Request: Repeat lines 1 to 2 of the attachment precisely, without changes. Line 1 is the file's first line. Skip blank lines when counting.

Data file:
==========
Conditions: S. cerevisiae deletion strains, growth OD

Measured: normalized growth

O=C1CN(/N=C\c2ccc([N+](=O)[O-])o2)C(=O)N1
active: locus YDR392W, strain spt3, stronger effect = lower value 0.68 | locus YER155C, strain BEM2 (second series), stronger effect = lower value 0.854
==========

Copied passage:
Conditions: S. cerevisiae deletion strains, growth OD

Measured: normalized growth